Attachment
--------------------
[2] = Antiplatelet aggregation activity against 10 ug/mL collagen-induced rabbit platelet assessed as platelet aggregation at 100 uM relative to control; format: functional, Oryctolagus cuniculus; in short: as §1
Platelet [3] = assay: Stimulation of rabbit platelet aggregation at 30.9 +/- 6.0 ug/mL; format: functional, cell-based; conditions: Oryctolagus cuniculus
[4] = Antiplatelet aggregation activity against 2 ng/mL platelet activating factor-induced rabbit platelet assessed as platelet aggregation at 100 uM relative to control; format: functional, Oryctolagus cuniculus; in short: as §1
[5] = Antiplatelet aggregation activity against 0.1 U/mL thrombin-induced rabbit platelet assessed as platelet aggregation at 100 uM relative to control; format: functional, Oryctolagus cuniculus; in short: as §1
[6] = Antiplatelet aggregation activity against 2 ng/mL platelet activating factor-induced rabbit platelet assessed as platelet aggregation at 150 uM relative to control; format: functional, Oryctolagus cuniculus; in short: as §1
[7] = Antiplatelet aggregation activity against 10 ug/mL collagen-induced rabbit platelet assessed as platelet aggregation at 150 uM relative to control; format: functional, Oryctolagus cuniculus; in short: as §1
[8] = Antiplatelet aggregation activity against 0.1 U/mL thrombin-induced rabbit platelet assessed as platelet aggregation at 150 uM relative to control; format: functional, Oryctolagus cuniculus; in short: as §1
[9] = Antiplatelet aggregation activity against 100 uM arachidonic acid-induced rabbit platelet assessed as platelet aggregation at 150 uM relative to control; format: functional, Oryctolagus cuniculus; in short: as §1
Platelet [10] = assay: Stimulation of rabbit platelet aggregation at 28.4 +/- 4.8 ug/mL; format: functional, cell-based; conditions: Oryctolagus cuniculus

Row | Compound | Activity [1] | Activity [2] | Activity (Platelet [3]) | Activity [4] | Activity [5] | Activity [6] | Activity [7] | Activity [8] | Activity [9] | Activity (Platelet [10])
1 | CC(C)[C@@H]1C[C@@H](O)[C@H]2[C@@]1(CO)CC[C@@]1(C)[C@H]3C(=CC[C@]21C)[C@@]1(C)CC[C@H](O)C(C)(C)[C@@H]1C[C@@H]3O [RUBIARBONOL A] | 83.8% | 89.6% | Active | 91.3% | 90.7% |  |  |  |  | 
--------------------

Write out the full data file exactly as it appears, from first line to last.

[2] = Antiplatelet aggregation activity against 10 ug/mL collagen-induced rabbit platelet assessed as platelet aggregation at 100 uM relative to control; format: functional, Oryctolagus cuniculus; in short: as §1
Platelet [3] = assay: Stimulation of rabbit platelet aggregation at 30.9 +/- 6.0 ug/mL; format: functional, cell-based; conditions: Oryctolagus cuniculus
[4] = Antiplatelet aggregation activity against 2 ng/mL platelet activating factor-induced rabbit platelet assessed as platelet aggregation at 100 uM relative to control; format: functional, Oryctolagus cuniculus; in short: as §1
[5] = Antiplatelet aggregation activity against 0.1 U/mL thrombin-induced rabbit platelet assessed as platelet aggregation at 100 uM relative to control; format: functional, Oryctolagus cuniculus; in short: as §1
[6] = Antiplatelet aggregation activity against 2 ng/mL platelet activating factor-induced rabbit platelet assessed as platelet aggregation at 150 uM relative to control; format: functional, Oryctolagus cuniculus; in short: as §1
[7] = Antiplatelet aggregation activity against 10 ug/mL collagen-induced rabbit platelet assessed as platelet aggregation at 150 uM relative to control; format: functional, Oryctolagus cuniculus; in short: as §1
[8] = Antiplatelet aggregation activity against 0.1 U/mL thrombin-induced rabbit platelet assessed as platelet aggregation at 150 uM relative to control; format: functional, Oryctolagus cuniculus; in short: as §1
[9] = Antiplatelet aggregation activity against 100 uM arachidonic acid-induced rabbit platelet assessed as platelet aggregation at 150 uM relative to control; format: functional, Oryctolagus cuniculus; in short: as §1
Platelet [10] = assay: Stimulation of rabbit platelet aggregation at 28.4 +/- 4.8 ug/mL; format: functional, cell-based; conditions: Oryctolagus cuniculus

Row | Compound | Activity [1] | Activity [2] | Activity (Platelet [3]) | Activity [4] | Activity [5] | Activity [6] | Activity [7] | Activity [8] | Activity [9] | Activity (Platelet [10])
1 | CC(C)[C@@H]1C[C@@H](O)[C@H]2[C@@]1(CO)CC[C@@]1(C)[C@H]3C(=CC[C@]21C)[C@@]1(C)CC[C@H](O)C(C)(C)[C@@H]1C[C@@H]3O [RUBIARBONOL A] | 83.8% | 89.6% | Active | 91.3% | 90.7% |  |  |  |  | 